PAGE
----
Accounts of the case variously say that the prosecutor, Sir Archibald Bodkin, was so impressed by Eglantyne's cause that he paid the fine for her, or that she persuaded him to give a contribution – the first donation to Save The Children, the inaugural meeting of which was just four days later at the Royal Albert Hall in London, on May 19, 1919.
However, the Wellington Journal report simply says that no costs were awarded and the women were given a week to consider an appeal.
Save The Children was a dramatic success not just in Britain but throughout the British Empire. By August 1921, a total of £1 million had been raised.
In the autumn of 1921, Eglantyne and Save The Children chartered a cargo ship, the SS Torcello, to carry 600 tons of lifesaving food and medical supplies to combat famine in Russia – an impressive feat of international negotiations and logistics that saved hundreds of thousands of lives.
A few years later at the 1924 League of Nations convention in Geneva, Eglantyne presented a Declaration of the Rights of the Child to leaders from around the world.
Written by her, this short but clear document asserted what she believed were the human rights of every child. Stressing the need to especially remember “forgotten” children, the rights she called for read, “the child that is hungry must be fed, the child that is sick must be nursed, the child that is backward must be helped, the delinquent child must be reclaimed, and the orphan and the waif must be sheltered and succoured.”
The declaration was adopted a year later and adopted in an extended form by the United Nations in 1959. The declaration later inspired the 1989 UN Convention on the Rights of the Child, a landmark human rights treaty comprising 54 articles which set out children's rights and how governments should work together to make them available to all children.
Since it was adopted by the United Nations in November 1989 a total of 196 countries have signed up, with as of May this year only two countries still to ratify. Those countries are Somalia and, surprisingly, the United States, although the US has signed the convention and contributed to its original drafting.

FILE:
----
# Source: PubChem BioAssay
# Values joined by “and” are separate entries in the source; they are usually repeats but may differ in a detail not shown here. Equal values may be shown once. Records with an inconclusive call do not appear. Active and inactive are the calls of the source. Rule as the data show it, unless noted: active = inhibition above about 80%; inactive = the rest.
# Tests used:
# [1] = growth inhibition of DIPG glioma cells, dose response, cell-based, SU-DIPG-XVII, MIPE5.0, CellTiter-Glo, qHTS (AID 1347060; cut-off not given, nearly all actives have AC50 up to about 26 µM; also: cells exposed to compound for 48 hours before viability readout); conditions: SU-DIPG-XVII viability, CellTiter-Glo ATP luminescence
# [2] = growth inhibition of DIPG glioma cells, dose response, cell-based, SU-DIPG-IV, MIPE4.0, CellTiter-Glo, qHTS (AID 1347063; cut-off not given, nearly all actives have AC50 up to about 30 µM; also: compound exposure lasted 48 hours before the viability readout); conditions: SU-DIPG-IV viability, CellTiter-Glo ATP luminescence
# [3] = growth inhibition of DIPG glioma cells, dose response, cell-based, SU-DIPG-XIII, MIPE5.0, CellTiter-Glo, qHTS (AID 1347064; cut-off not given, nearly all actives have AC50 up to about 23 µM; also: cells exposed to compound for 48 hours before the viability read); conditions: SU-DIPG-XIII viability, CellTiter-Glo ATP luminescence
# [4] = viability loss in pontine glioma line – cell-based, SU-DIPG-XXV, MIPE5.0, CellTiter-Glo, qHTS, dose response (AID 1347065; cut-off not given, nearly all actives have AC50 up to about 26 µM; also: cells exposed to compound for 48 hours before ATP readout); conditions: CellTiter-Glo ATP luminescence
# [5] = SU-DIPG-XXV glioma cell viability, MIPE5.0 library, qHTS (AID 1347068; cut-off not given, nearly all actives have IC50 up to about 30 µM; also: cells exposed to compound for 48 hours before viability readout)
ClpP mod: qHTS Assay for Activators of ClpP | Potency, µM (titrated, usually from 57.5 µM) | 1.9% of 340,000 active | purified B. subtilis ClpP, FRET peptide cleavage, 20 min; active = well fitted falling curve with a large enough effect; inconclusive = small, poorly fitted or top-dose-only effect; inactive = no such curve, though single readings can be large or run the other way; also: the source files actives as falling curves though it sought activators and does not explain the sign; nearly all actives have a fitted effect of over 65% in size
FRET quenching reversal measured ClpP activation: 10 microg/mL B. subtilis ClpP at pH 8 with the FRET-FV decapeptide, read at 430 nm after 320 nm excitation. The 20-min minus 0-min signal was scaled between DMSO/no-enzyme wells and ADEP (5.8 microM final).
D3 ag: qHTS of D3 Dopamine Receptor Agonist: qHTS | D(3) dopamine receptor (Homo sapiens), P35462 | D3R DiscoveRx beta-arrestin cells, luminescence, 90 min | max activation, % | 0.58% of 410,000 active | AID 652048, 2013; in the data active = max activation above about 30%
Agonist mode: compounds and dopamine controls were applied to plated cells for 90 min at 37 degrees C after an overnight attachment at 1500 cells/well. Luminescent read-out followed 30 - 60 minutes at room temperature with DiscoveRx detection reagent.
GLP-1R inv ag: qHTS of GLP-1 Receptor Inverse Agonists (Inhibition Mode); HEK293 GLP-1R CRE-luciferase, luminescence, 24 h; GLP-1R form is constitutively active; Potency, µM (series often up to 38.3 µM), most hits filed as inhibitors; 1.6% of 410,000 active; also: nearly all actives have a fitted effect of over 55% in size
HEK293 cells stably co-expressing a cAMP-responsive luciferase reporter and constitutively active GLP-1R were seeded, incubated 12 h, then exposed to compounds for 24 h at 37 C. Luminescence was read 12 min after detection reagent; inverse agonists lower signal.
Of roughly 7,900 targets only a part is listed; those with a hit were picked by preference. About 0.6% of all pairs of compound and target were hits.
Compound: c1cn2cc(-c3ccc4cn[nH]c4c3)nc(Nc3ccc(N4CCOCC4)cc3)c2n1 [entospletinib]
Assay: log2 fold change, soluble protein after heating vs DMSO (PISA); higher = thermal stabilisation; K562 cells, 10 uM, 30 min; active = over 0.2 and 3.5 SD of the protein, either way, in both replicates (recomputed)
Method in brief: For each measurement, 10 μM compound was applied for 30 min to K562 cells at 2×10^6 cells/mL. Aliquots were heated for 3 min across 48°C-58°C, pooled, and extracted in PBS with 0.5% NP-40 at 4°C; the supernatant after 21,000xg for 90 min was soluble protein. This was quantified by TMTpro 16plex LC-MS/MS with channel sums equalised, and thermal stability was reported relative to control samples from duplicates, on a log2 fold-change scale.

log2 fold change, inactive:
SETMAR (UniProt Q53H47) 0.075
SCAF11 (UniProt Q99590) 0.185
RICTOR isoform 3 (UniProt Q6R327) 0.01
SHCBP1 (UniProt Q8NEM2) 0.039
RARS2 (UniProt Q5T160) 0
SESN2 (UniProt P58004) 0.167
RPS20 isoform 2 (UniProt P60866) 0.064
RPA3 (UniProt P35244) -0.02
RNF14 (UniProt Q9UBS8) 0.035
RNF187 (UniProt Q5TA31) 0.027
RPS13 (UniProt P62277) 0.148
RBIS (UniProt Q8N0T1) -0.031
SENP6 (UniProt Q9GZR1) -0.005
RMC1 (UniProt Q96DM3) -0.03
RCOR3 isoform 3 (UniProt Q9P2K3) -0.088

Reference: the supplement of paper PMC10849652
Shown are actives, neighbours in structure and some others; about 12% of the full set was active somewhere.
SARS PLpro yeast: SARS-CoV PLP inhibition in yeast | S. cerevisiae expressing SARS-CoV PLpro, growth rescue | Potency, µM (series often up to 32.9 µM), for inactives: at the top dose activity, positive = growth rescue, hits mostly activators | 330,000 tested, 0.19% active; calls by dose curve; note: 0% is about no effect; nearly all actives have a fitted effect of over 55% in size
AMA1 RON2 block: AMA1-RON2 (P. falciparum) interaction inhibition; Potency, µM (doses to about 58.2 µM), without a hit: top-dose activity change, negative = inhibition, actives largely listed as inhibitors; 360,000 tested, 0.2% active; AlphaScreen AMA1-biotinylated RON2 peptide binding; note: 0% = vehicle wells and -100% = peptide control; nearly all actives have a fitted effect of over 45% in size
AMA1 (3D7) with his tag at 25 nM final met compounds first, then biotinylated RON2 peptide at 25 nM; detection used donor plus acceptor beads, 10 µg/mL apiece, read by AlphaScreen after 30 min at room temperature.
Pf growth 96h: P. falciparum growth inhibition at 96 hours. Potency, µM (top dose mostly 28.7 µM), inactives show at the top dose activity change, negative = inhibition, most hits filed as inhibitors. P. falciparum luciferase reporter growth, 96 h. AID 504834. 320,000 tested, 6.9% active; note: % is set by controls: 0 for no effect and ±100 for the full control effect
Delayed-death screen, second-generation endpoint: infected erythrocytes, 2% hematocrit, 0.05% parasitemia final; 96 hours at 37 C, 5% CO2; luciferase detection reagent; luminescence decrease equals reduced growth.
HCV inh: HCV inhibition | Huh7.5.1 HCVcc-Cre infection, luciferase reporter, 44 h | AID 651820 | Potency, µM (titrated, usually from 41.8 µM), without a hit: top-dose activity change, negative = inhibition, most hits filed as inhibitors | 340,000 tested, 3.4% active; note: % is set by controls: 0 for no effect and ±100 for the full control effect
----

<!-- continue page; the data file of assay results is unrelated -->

In her personal life Eglantyne had a loving friendship with a young woman who was on the outskirts of the free-loving Bloomsbury Group.
They signed their letters to each other with pen names so that people could not identify them if the letters were found.
Eglantyne's hair went white prematurely and in her final years her health deteriorated. She went to Geneva to extend her work, and died in a nursing home there in 1928.
BORN: August 26, 1876, at The Lyth, Ellesmere.
EARLY YEARS: Went to Oxford to study history, then became a teaching trainee in 1898 at Stockwell College, London. Unsuccessful teaching career followed. Published an acclaimed study of poverty in Cambridge, in 1906.
CHARITY WORK: Went to Macedonia for the Macedonian Relief Fund in 1913. Founded Save The Children Fund in 1919. It was a dramatic success, and during the 1920s she devoted her time to its work.
PERSONAL: Eglantyne was considered an attractive, even beautiful, young woman but thyroid problems affected her health. She never married and died relatively young on December 17, 1928.